College may be the logical next step for many high school seniors, but it’s certainly not the only option.

While you may be hearing a lot about finding the right college, there’s a crucial question you should answer before giving any thought to building your college list: Is going to college the best path for you? Or could trade school be the better choice?

College prepares students for professional careers through academics. Trade schools—also called vocational schools—are focused on providing technical training in a skilled trade. That training can prepare you for jobs in a variety of fields, including criminal justice, information technology, plumbing, and construction. Trade school programs generally last anywhere from eight months to two years. Once you’ve successfully completed a trade school program, you’ll receive a diploma, trade certificate or, in some cases, an associate degree.

If you’re weighing your options between trade school and college, this quiz can help point you in the right direction.

Trade School Might Be a Good Option for You

You’re a hands-on learner and already know what career you want. You’ve researched your intended profession and know that trade school is the best option to get prepared for your field. The programs are shorter than a traditional four-year college, so you will save time and money. According to high school counselor Nikki Specht, “The average four-year degree than a two-year trade school degree, and because of the shorter time frame, trade schools have a lower dropout rate.”

Still, make sure to speak with your high school counselor and your family about your decision. They could offer insight into the benefits of traditional college—social, academic, financial, or professional—that you may have overlooked.

Do More Research Before Deciding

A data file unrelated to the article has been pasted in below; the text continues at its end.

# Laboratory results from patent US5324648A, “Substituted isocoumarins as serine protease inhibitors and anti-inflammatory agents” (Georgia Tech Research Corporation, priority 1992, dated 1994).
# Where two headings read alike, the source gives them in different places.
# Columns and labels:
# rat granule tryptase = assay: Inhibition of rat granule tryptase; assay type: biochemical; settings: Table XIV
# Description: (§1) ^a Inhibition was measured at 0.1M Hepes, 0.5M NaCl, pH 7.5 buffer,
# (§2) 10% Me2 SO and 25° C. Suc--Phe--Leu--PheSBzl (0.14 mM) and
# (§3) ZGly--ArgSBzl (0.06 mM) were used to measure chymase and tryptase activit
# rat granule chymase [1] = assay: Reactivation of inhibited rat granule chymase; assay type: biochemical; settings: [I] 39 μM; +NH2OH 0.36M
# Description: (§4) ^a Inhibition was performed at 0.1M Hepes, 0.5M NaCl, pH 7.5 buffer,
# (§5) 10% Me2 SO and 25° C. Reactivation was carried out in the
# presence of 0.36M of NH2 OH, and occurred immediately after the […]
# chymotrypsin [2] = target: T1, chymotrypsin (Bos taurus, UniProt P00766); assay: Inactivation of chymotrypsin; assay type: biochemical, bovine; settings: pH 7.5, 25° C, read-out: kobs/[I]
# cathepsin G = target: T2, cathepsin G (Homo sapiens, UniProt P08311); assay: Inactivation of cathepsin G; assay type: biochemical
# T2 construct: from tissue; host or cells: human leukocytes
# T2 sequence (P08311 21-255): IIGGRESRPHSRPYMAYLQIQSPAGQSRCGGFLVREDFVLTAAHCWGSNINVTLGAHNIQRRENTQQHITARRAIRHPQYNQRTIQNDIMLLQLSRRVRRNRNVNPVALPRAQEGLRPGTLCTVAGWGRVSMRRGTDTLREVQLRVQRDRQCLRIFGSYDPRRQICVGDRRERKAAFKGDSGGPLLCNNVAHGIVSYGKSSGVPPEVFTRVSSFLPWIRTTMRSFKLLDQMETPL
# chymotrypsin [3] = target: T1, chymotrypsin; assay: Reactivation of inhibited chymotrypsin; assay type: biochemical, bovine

Choosing between trade school and college is a crucial decision and it sounds like you need to do some more thinking and information-gathering before making it. Nikki Specht, a high school counselor in Philadelphia, advises this course of action: “Outline what your goals are. If your goals are to complete a program and get to work quickly, a trade school might be best. If your goals are unclear and you’d like time and space to explore options, a more traditional college will meet those needs.”

In addition to thinking about your goals, visit the campuses of both traditional colleges and trade schools. Ask to speak to students, alumni, and administrators from both types of schools to get a clear sense of what they offer. You should also connect with adults working in jobs that seem interesting to you. Find out what type of education they pursued—and what they’d recommend to someone eager to join their industry. You’ll also want to talk to your family and your high school counselor about the factors that will influence this decision.

For an additional resource, Specht recommends the Occupational Outlook Handbook, developed by the Bureau of Labor & Statistics. “It gives an outline of many jobs—expected education, salary, job growth, and related careers,” she explains. “This can be very helpful to browse and see what options are out there, and what it will take to get there.”

After conducting more research, if you’re still unsure, you may want to consider taking a gap year to give yourself additional time to reflect before making a decision. Both trade school and college require a large commitment—in terms of time and money—and you want to be as sure as possible that you’re selecting the right path before diving in.

You’re College Bound! 

While trade school may be the better fit for some students, your sights are set on college. Based on your goals and interests, a traditional four-year college is the optimal match for you. You seem drawn to academics and are looking to your education after high school to help shape your future career. That’s exactly what college is for. You’ll be exposed to new ideas and experiences—including the potential to study abroad. Get started on making your college list so you can get your applications submitted on time. If you have any concerns about pursuing a traditional college degree, talk to your family, high school counselor, teachers, and alumni from your high school who went to college. They can help answer your questions and provide guidance.

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